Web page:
Network Computing is part of the Informa Tech Division of Informa PLC

This site is operated by a business or businesses owned by Informa PLC and all copyright resides with them. Informa PLC's registered office is 5 Howick Place, London SW1P 1WG. Registered in England and Wales. Number 8860726.

Credit Where Credit Is Due

The recent declaration of a $3 per share, $32 billion dividend to the shareholders of Microsoft has raised many a reader, observer and journalist to write that this is the beginning, middle and end of the company.

Pundits from across the political spectrum both hail and abhor this decision to infuse the public's coffers with over $32 billion greenbacks. For example, in an article in Forbes magazine, by Brier Dudley, Brendan Barnicle, an analyst at Pacific Crest Securities in Seattle, noted that "there's a tremendous amount of uncertainty about technology generally, and I think it reflects that."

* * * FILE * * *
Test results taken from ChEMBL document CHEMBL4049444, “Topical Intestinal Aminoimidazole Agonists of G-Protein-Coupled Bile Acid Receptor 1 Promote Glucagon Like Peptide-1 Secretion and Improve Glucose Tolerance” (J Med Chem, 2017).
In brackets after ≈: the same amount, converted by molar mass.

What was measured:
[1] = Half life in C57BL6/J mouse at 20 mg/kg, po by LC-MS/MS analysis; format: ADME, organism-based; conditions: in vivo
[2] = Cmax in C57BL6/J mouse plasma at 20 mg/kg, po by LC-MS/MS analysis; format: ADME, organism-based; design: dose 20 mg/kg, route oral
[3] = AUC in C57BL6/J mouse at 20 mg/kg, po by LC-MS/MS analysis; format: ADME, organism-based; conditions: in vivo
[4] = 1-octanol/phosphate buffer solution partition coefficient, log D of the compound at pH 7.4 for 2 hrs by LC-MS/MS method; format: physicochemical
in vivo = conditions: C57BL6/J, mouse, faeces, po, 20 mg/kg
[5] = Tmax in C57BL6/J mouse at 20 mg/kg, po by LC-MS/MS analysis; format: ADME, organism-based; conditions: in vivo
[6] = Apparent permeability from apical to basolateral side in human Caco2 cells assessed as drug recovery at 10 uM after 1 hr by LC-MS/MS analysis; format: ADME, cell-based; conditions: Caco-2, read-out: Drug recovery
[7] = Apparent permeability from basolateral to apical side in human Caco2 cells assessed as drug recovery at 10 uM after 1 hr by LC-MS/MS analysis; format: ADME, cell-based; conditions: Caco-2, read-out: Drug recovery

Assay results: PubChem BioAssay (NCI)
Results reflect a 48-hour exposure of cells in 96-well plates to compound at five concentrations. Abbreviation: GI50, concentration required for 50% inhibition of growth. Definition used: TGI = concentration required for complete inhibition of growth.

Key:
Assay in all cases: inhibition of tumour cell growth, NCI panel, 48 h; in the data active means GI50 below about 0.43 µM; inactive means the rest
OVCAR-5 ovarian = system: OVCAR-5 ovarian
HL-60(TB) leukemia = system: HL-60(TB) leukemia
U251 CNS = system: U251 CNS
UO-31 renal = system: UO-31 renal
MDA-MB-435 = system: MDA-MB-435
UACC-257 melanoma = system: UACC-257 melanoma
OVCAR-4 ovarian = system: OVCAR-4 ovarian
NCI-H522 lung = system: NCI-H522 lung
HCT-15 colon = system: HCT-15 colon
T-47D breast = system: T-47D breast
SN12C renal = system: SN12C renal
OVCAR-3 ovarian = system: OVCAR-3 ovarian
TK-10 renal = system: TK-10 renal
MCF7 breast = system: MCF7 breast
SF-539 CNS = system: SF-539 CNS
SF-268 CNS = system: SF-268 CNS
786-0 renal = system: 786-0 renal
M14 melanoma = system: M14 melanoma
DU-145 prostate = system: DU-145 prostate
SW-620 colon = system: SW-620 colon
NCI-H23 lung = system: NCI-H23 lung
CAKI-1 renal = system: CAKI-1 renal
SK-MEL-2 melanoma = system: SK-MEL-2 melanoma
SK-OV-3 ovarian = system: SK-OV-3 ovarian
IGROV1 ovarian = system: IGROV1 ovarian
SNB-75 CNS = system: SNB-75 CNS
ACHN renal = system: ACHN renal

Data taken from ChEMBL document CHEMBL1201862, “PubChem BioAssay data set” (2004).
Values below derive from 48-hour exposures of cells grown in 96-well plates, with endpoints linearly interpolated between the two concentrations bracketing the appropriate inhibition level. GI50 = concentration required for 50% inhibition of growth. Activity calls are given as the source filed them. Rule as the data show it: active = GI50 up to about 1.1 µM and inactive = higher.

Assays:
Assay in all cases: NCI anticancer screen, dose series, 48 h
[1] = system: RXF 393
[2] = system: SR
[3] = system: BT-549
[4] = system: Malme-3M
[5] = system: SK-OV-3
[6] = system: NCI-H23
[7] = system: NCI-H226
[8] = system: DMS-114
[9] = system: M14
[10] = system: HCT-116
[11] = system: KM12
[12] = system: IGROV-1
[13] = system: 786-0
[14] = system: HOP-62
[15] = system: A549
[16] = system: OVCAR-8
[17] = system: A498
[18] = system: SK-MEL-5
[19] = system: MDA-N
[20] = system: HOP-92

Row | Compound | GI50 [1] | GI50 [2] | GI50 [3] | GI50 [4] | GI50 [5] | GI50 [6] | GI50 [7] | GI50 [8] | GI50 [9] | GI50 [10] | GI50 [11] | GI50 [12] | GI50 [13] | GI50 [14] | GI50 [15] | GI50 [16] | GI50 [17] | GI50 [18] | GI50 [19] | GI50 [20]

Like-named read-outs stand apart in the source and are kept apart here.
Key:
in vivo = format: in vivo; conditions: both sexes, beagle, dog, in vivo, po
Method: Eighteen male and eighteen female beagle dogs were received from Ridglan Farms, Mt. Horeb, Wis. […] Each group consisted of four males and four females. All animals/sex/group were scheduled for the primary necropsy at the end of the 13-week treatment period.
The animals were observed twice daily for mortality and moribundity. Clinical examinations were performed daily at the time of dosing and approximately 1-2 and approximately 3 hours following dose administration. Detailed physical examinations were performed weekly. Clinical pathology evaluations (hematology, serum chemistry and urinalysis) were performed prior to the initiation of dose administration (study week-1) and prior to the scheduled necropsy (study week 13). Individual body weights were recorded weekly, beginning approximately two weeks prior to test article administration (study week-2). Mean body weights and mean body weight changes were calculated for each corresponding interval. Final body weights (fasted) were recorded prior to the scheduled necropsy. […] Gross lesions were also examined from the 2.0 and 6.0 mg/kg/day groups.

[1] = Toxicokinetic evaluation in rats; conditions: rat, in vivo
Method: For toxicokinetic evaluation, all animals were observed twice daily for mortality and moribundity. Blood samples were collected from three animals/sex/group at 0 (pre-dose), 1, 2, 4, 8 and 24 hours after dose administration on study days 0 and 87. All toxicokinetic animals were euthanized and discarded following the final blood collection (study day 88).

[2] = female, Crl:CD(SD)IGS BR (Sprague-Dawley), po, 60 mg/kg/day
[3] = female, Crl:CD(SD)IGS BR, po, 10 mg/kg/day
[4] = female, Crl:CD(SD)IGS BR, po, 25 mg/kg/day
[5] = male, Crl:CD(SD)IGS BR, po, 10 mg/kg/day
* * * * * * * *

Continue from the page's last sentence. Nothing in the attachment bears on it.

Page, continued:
Gates himself has said: "Microsoft's past innovations have created great success. A great illustration of that is the financial strength we have as a company that has allowed us now to return even more money to our shareholders than ever before. Looking forward, innovation will continue to be the engine that drives us. We're applying for a record number of patents, over 3,000 this year, and we see breakthroughs, whether it's simplicity, security, connectedness or new things that software's never done before.

I, on the other hand, see none of these problems, but a single act, based on this decision to dispose of "excess" cash.

The decision provides the founding member of Microsoft and its Chairman of the Board, Bill Gates, to take his split of the money and give it to his charity, the Bill & Melinda Gates Foundation.

  • 1